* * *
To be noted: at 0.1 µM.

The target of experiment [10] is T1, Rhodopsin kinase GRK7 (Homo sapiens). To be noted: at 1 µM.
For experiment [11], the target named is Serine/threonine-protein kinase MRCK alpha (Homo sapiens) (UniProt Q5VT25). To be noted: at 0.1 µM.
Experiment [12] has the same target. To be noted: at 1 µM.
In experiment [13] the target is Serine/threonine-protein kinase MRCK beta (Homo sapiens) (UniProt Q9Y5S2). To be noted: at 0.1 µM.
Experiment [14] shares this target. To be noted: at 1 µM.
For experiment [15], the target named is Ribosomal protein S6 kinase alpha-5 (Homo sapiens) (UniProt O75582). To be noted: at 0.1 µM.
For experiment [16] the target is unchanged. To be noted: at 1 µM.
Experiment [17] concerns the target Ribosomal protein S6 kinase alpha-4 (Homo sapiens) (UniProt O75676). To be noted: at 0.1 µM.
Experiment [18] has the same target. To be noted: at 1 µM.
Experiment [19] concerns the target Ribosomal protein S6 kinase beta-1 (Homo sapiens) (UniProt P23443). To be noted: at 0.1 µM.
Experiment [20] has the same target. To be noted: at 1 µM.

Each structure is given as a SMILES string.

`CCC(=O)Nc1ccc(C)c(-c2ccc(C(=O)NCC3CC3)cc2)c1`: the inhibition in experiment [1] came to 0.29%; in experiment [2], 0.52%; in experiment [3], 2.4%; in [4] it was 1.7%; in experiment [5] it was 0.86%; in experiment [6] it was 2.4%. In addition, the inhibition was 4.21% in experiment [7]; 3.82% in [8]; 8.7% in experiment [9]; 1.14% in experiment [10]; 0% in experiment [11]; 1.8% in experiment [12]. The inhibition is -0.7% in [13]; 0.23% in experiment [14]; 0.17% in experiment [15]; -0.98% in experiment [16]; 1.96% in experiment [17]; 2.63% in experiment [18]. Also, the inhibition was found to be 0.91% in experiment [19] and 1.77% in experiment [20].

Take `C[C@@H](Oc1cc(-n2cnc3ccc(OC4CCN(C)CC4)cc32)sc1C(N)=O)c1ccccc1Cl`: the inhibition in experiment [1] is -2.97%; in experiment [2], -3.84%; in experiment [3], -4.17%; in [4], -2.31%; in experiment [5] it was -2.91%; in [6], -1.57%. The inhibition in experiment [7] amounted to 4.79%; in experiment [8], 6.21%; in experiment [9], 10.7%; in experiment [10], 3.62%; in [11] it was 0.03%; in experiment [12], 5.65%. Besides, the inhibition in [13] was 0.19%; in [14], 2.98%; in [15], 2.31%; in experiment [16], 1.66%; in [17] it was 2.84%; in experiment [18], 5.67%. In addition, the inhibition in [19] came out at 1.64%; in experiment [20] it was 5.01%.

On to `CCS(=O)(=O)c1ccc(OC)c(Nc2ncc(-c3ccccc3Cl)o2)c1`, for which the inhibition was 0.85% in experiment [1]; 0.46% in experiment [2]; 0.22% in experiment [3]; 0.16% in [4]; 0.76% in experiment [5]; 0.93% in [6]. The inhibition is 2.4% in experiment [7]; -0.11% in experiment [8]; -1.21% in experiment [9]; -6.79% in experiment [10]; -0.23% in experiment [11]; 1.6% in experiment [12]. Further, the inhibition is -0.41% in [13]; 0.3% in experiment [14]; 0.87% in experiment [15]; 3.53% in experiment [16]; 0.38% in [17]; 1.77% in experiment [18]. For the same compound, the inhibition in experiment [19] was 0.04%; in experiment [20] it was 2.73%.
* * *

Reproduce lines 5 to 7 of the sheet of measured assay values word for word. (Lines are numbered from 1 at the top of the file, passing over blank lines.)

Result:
In experiment [13] the target is Serine/threonine-protein kinase MRCK beta (Homo sapiens) (UniProt Q9Y5S2). To be noted: at 0.1 µM.
Experiment [14] shares this target. To be noted: at 1 µM.
For experiment [15], the target named is Ribosomal protein S6 kinase alpha-5 (Homo sapiens) (UniProt O75582). To be noted: at 0.1 µM.